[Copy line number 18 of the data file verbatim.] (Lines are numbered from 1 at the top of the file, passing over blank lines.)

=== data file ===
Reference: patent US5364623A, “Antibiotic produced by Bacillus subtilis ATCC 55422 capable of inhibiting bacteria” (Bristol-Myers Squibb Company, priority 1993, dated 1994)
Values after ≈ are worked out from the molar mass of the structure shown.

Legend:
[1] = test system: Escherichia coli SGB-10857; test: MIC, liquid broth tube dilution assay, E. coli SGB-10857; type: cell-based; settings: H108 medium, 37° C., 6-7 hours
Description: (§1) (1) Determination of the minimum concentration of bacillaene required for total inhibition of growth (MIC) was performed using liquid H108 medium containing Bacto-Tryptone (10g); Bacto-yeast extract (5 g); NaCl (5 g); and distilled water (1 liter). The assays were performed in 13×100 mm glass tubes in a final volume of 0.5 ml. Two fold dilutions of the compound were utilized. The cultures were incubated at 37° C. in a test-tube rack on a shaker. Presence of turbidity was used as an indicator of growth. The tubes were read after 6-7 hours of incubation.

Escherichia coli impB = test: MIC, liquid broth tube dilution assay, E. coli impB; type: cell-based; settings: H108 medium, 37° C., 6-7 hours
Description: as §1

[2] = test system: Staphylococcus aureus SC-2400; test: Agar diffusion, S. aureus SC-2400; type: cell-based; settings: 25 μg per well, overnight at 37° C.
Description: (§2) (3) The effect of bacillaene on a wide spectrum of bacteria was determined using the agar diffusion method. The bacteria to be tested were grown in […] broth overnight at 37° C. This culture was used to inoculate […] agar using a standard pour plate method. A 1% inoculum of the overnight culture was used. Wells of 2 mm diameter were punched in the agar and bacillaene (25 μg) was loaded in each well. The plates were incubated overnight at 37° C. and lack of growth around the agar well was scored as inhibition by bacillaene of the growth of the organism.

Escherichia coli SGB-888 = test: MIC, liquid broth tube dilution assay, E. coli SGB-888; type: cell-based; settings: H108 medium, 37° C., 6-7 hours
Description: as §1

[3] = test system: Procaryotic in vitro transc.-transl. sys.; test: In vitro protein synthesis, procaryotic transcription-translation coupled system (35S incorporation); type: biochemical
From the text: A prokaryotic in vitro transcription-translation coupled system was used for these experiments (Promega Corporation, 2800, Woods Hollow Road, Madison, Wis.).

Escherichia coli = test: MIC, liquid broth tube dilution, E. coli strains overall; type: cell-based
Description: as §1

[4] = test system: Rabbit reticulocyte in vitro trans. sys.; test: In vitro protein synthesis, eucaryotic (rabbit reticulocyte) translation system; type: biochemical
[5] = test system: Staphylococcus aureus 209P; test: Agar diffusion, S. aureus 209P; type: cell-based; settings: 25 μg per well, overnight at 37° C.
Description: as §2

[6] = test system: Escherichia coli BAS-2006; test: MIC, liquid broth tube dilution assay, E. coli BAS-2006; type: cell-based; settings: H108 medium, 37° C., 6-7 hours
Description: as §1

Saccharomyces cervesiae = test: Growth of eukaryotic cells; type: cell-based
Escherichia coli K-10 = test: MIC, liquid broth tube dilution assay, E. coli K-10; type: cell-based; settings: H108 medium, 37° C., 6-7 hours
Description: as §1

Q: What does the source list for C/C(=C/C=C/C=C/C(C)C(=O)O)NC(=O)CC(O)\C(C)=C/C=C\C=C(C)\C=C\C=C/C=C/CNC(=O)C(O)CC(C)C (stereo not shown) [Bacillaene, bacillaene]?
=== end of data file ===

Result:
Description: as §2